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Ross v. Woodward

United States District Court, E.D. California

March 11, 2015

LYNN D. ROSS, Plaintiff,
B. WOODWARD, et al., Defendants.


GARY S. AUSTIN, Magistrate Judge.


Lynn Dell Ross ("Plaintiff") is a state prisoner proceeding pro se with this civil rights action pursuant to 42 U.S.C. § 1983. Plaintiff filed the Complaint commencing this action on October 23, 2013. (Doc. 1.) On October 30, 2013, Plaintiff consented to Magistrate Judge jurisdiction in this action pursuant to 28 U.S.C. § 636(c), and no other parties have made an appearance. (Doc. 4.) Therefore, pursuant to Appendix A(k)(4) of the Local Rules of the Eastern District of California, the undersigned shall conduct any and all proceedings in the case until such time as reassignment to a District Judge is required. Local Rule Appendix A(k)(3).

The court screened the Complaint under 28 U.S.C. § 1915A and entered an order on March 17, 2014, dismissing the Complaint for failure to state a claim, with leave to amend. (Doc. 11.) On April 7, 2014, Plaintiff filed the First Amended Complaint, which is now before the court for screening. (Doc. 12.)


The court is required to screen complaints brought by prisoners seeking relief against a governmental entity or officer or employee of a governmental entity. 28 U.S.C. § 1915A(a). The court must dismiss a complaint or portion thereof if the prisoner has raised claims that are legally "frivolous or malicious, " that fail to state a claim upon which relief may be granted, or that seek monetary relief from a defendant who is immune from such relief. 28 U.S.C. § 1915A(b)(1), (2). "Notwithstanding any filing fee, or any portion thereof, that may have been paid, the court shall dismiss the case at any time if the court determines that the action or appeal fails to state a claim upon which relief may be granted." 28 U.S.C. § 1915(e)(2)(B)(ii).

A complaint is required to contain "a short and plain statement of the claim showing that the pleader is entitled to relief." Fed.R.Civ.P. 8(a)(2). Detailed factual allegations are not required, but "[t]hreadbare recitals of the elements of a cause of action, supported by mere conclusory statements, do not suffice." Ashcroft v. Iqbal, 556 U.S. 662, 678, 129 S.Ct. 1937, 1949 (2009) (citing Bell Atlantic Corp. v. Twombly, 550 U.S. 544, 555, 127 S.Ct. 1955 (2007)). While a plaintiff's allegations are taken as true, courts "are not required to indulge unwarranted inferences." Doe I v. Wal-Mart Stores, Inc., 572 F.3d 677, 681 (9th Cir. 2009) (internal quotation marks and citation omitted). Plaintiff must set forth "sufficient factual matter, accepted as true, to state a claim to relief that is plausible on its face.'" Iqbal, 556 U.S. at 678. While factual allegations are accepted as true, legal conclusions are not. Id.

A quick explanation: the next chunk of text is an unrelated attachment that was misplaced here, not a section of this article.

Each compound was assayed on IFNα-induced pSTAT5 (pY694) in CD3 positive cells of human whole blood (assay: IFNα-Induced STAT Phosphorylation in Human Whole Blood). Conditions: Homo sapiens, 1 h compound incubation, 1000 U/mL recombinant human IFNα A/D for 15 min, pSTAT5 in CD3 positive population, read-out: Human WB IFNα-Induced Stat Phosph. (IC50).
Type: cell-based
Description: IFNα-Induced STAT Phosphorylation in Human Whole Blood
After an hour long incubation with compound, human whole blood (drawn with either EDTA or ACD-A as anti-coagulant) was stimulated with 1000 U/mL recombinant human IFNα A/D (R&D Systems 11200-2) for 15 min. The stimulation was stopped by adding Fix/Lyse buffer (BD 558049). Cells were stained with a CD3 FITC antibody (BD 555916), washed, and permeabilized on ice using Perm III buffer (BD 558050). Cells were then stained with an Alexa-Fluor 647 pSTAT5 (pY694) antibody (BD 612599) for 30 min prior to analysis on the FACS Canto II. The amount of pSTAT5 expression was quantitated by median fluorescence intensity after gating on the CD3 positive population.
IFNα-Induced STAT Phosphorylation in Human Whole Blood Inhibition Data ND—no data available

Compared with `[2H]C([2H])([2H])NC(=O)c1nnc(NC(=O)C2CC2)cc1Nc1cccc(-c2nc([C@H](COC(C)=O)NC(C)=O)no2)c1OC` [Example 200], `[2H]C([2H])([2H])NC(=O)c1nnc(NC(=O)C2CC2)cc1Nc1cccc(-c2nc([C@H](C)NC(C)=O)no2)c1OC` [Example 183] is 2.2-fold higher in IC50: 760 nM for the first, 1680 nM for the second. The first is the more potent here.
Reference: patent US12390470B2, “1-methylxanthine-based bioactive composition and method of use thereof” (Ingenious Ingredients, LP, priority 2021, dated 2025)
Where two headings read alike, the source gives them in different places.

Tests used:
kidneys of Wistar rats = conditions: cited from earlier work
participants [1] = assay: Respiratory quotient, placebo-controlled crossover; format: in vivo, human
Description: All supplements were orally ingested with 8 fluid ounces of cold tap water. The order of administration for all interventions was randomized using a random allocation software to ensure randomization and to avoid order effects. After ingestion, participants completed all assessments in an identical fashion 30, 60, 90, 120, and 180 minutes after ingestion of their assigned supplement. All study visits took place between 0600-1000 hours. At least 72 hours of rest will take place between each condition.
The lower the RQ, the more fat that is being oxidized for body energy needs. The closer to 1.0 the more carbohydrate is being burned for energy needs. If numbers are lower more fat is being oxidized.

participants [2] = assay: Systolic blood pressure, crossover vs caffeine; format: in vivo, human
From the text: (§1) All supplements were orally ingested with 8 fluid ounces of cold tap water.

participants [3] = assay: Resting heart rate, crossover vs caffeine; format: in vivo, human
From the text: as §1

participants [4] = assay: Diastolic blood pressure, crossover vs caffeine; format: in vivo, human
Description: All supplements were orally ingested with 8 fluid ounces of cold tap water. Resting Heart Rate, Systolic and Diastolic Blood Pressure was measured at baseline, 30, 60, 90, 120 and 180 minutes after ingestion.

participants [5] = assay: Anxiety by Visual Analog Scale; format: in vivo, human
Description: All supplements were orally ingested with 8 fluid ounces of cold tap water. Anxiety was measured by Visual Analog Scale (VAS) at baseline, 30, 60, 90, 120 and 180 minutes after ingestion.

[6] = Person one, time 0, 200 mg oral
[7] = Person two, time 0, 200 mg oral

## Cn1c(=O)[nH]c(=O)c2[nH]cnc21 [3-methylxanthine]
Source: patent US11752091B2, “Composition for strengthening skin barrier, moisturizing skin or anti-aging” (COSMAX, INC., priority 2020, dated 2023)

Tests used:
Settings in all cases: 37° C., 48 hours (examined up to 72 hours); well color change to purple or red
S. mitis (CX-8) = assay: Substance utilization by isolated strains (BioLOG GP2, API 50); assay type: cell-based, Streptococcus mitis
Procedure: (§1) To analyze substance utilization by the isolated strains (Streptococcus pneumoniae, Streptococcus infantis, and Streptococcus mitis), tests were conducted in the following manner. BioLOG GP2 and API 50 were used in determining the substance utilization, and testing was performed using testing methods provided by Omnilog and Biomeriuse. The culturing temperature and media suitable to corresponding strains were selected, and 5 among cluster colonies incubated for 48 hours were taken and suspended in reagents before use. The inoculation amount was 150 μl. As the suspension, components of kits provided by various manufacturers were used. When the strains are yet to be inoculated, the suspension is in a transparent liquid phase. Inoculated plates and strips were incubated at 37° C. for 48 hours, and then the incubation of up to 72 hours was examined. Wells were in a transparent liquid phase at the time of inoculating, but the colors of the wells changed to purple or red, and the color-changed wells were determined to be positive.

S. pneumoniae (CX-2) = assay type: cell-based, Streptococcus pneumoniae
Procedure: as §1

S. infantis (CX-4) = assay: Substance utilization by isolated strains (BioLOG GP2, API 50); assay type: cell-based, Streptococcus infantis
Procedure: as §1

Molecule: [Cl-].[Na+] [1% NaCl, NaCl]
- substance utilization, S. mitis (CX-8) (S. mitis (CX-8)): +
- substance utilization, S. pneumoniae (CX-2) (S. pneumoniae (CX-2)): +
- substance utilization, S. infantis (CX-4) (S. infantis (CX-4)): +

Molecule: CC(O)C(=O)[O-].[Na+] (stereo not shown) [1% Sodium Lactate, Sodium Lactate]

To state a viable claim for relief, Plaintiff must set forth sufficient factual allegations to state a plausible claim for relief. Id. at 678-79; Moss v. U.S. Secret Service, 572 F.3d 962, 969 (9th Cir. 2009). The mere possibility of misconduct falls short of meeting this plausibility standard. Id.


Plaintiff is presently incarcerated at Valley State Prison for Men in Chowchilla, California, in the custody of the California Department of Corrections and Rehabilitation (CDCR), where the events at issue in the First Amended Complaint allegedly occurred. Plaintiff names as defendants Barbara Woodward (Nurse Practitioner) and N. Malakkla (Chief Physician and Surgeon) ("Defendants"). Defendants were employed by the CDCR at the time of the events at issue. Plaintiff's factual allegations follow.

On or about July 3, 2013, Plaintiff reported to the Facility D Clinic complaining of excruciating pain because of his ventral hernia. Plaintiff was in so much pain that he lay balled up in a fetal position due to the pain, in front of the clinic. Defendant Nurse Practitioner Woodward would not take any action. Defendant Dr. Malakka was notified of the emergency and summoned by the prison alert system. Plaintiff lay in front of the clinic for over an hour, suffering pain and humiliation as defendant Woodward and other medical staff told Plaintiff, "There is nothing we can do for you, as we do not believe anything is wrong with you!" (First Amended Complaint (FAC), Doc. 12 at 5:26-28.)

On August 13, 2013, Plaintiff was interviewed by defendant Woodward regarding an administrative appeal Plaintiff had filed regarding a request for transfer and Plaintiff's need for a change in medication to relieve his pain because the prescribed medication known as a "G.I. Cocktail" (Gastrinal Intestine Cocktail) was not working. Defendant Woodward was aware of Plaintiff's ongoing painful episodes due to the ventral hernia. She told Plaintiff she was not going to change the medication and he just has to deal with the pain. Plaintiff told defendant Woodward that his excruciating pain prevents him from sleeping, walking, and concentrating, and he needs a different pain medication. Woodward told Plaintiff that she was not concerned, because Plaintiff always complains about pain. She knew the "G.I. Cocktail" was not adequately relieving Plaintiff's pain, but refused to do anything.

On or about August 27, 2013, defendant Dr. Malakka signed off on the appeal, agreeing with defendant Woodward's determination, refusing to address Plaintiff's pain. Defendants knew or should have known that Plaintiff faced a substantial risk of future serious harm, and they disregarded that risk.

Plaintiff suffers pain, humiliation, degradation, emotional stress, duress, mental anguish, and embarrassment. ...

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